U.S., British service members honor French village for D‑Day support

PICAUVILLE, France (AFNS) — Air Force reservists and oth­er U.S. and allied mil­i­tary mem­bers paid their respects to the peo­ple of this small French vil­lage June 1 as part of a num­ber of cer­e­monies rec­og­niz­ing the 68th anniver­sary of the Nor­mandy D‑Day inva­sion.

U.S. Air Force graph­ic, photo/Staff Sgt. Stephen J. Col­lier
Click to enlarge

Air­men from the Air Force Reserve Command’s 302nd, 910th and 440th Air­lift Wings, led by Maj. Gen. Wal­lace Far­ris Jr., as well as mem­bers of the Army’s 173rd Air­borne Brigade Com­bat Team and British para­troop­ers, marched through the vil­lage where they laid a wreath in remem­brance of those Air­men and Sol­diers who paid the ulti­mate price in lib­er­at­ing Europe. 

Lat­er, ser­vice mem­bers joined togeth­er with local res­i­dents in the village’s sports com­plex to break bread as well as share sto­ries and even crack a few jokes. 

“We are ded­i­cat­ed to remem­ber­ing the sac­ri­fices of the Air­men and U.S. Army Sol­diers who lib­er­at­ed us,” said Eric Labour­dette, the com­mu­ni­ca­tion man­ag­er for Picauville Remem­bers, a group that vol­un­teers to main­tain the her­itage and remem­brance of the community’s D‑Day ties, specif­i­cal­ly their assis­tance to allied ser­vice mem­bers whose air­craft crashed in the area. “We help ensure the Troop Car­ri­er Mon­u­ment here in Picauville stands as a remem­brance to those U.S. mil­i­tary who gave their lives for France.” 

After music, food and even a lit­tle wine, Far­ris and oth­er Air Force reservists pre­sent­ed Picauville May­or Philippe Chris­tine with a cus­tom “shad­ow box” — a col­lec­tion of Air Force memen­tos unique to each of the wings rep­re­sent­ed. Chris­tine said it’s impor­tant to con­tin­ue host­ing events like this “because the sto­ry is important.” 

“The fact that men died here for our lib­er­ty … it’s the most impor­tant thing for us to keep the mem­o­ry (alive) and to say to our chil­dren what are the facts with his­to­ry and what impor­tance the land­ing of (the) U.S. Army (had) to give us our lib­er­ty,” the may­or said. 

The may­or high­light­ed the unique rela­tion­ship the U.S. shares with France, going back to the Amer­i­can Rev­o­lu­tion and France’s com­mit­ment to the new nation. He said the U.S.’ lib­er­a­tion of France only cement­ed the nations unique ties. 

Ear­li­er in the day, active duty Air­men from Ram­stein Air Base, Ger­many, took part in a remem­brance cer­e­mo­ny in Picauville’s town square. The gath­er­ing brought out more than 200 local res­i­dents, World War II re-enac­tors and chil­dren from a near­by school who lit one can­dle each for those men who gave their lives for free­dom after being brought down in the Picauville area.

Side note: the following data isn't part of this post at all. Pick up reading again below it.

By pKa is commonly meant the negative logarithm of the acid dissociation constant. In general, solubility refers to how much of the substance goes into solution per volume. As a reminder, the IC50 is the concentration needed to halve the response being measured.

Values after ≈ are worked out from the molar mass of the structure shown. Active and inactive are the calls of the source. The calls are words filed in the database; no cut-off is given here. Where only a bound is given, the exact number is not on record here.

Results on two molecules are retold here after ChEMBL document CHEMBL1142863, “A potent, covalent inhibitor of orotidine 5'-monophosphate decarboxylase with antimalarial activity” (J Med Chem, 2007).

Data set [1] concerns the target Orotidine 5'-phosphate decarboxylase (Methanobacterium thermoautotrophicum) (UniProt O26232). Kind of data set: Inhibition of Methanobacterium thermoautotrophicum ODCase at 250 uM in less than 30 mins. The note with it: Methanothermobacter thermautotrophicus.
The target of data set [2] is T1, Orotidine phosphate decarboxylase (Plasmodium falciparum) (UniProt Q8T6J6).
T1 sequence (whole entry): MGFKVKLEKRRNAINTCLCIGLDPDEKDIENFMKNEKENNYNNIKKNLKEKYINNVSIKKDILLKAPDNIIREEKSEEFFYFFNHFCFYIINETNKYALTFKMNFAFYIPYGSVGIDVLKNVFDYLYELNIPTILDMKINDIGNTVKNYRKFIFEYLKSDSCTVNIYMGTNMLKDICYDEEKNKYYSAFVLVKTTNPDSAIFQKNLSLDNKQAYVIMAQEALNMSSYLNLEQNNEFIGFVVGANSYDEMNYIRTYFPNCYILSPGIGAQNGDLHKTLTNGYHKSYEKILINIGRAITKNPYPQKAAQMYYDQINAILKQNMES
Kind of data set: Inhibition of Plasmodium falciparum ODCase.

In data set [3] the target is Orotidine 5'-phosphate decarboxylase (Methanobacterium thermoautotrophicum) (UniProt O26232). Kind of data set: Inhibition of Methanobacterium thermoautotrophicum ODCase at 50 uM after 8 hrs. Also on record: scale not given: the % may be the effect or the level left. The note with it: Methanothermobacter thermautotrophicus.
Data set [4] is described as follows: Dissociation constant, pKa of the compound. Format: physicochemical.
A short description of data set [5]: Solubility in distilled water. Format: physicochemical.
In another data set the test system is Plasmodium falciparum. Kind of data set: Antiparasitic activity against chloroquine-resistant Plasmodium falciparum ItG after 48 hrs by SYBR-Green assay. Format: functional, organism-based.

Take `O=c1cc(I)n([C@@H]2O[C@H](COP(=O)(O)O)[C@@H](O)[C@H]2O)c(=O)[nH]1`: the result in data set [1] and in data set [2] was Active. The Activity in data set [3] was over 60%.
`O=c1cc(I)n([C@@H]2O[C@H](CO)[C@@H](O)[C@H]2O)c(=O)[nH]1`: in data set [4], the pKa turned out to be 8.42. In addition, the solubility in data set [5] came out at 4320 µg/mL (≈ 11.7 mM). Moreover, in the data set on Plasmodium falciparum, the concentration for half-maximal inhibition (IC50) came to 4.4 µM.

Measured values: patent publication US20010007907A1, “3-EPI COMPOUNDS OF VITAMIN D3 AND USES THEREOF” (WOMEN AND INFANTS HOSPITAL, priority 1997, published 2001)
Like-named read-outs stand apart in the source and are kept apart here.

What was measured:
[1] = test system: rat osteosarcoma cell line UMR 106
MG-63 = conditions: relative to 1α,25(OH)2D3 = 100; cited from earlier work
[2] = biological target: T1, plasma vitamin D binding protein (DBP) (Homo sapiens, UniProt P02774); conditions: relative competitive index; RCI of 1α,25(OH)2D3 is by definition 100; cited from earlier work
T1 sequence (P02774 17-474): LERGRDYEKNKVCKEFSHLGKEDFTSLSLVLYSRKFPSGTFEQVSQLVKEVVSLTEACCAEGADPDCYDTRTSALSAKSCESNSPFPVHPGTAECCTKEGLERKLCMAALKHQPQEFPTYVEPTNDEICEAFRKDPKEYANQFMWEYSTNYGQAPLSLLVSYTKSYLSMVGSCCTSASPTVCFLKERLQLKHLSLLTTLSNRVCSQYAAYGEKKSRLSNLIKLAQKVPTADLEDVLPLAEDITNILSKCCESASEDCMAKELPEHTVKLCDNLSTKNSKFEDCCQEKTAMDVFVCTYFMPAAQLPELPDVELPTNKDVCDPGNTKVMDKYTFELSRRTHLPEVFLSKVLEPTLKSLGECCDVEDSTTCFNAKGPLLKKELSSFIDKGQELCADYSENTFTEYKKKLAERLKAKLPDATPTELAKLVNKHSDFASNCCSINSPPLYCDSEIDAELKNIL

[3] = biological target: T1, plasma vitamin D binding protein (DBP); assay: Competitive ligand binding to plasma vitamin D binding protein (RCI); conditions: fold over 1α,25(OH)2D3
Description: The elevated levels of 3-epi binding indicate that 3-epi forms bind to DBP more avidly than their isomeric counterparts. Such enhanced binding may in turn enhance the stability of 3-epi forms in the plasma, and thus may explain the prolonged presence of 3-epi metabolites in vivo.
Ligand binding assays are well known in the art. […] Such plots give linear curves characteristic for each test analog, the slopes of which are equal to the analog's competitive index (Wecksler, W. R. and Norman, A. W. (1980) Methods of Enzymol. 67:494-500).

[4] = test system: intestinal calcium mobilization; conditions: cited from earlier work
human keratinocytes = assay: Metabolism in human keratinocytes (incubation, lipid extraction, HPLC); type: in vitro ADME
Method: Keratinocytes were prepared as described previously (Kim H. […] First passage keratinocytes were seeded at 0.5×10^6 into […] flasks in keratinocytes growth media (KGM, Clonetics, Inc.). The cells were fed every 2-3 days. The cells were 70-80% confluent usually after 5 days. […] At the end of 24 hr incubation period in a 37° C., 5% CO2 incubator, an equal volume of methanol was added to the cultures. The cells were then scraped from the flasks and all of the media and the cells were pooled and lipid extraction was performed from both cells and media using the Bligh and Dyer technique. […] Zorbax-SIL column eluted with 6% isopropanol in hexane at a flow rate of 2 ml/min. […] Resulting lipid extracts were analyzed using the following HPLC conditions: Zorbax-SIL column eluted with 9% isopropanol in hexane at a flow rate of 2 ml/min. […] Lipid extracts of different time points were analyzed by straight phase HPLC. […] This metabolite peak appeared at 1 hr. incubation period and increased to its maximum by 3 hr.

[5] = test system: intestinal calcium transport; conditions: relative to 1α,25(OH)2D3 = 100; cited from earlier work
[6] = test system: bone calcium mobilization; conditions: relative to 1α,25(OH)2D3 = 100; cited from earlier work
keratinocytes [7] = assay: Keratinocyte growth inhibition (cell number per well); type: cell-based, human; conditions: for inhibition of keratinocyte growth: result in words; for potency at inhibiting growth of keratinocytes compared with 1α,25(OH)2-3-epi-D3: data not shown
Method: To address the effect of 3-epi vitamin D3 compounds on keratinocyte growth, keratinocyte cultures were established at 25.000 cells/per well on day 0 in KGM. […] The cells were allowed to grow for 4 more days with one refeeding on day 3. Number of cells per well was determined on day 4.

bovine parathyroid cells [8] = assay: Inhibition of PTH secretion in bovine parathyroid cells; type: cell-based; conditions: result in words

Main­tain­ing the unique rela­tion­ship the Air Force Reserve has with this town of 2,008 peo­ple, thou­sands of miles away, helps keep the fight­ing spir­it of D‑Day alive year after year offi­cials said. Sev­er­al orga­ni­za­tions in the Air Force Reserve that exist­ed in the ear­ly 1940s took part in aer­i­al oper­a­tions against the Nazi war machine, but it was the 440th AW that main­tains a direct link to the first Amer­i­can boots that touched French soil. 

Late on June 5, 1944, C‑47 Sky­train air­craft assigned to the then-440th Troop Car­ri­er Group took off from Exeter, Eng­land. On board those trans­ports were 101st Air­borne para­troop­ers head­ing direct­ly for the hedge groves of Nor­mandy. The unique her­itage of the 440th AW to the D‑Day cer­e­monies isn’t lost on the Air­men assigned to the wing today, nor on Far­ris, who com­mands 22nd Air Force, the orga­ni­za­tion that over­sees wings like the 440th AW

“It makes you feel good to be an Amer­i­can,” said Far­ris, com­ment­ing on the hos­pi­tal­i­ty of Picauville res­i­dents. “But it makes me feel good for the men and women who sac­ri­ficed their lives to free France. The vet­er­ans who were here today, it means a lot to them as well. We’re all able to remem­ber those Amer­i­cans and what they did here 68 years ago.” 

Far­ris, who has flown trans­port air­craft like the C‑130 Her­cules for more than 11 years, said the thought of fly­ing a C‑47 into the con­di­tions pilots did on D‑Day is some­thing that has­n’t escaped him. 

“Think about the C‑47 pilots who flew into very ardu­ous con­di­tions: the weath­er was­n’t the best, you have to ‘jeek’ and ‘jive’ to get to the tar­get, you had a hard time find­ing the tar­get, you had to deal with the flak and you’re watch­ing your fel­low brethren get shot down at the same time,” he said. “You think about that and you try to mea­sure your­self up and being able to main­tain a track to the drop zone … I’ve thought about that a few times.” 

And for Chris­tine, he said he is con­fi­dent hav­ing events like this will ensure no one in his com­mu­ni­ty, espe­cial­ly those young school chil­dren, will for­get what tran­spired on June 6, 1944. 

“Even in the cer­e­mo­ny, we have (a) mag­nif­i­cent exhi­bi­tion, but not spec­tac­u­lar for the cin­e­ma, not the sto­ry, but for the mem­o­ry, ” he said. “And when you are a child, it’s also spectacular.” 

The anniver­sary events cul­mi­nat­ed for the Air Force on June 3 when they dropped more than 350 allied para­troop­ers from sev­er­al air­craft, bring­ing alive once again the her­itage of the U.S. Air Force. 

U.S. Air Force 

Team GlobDef

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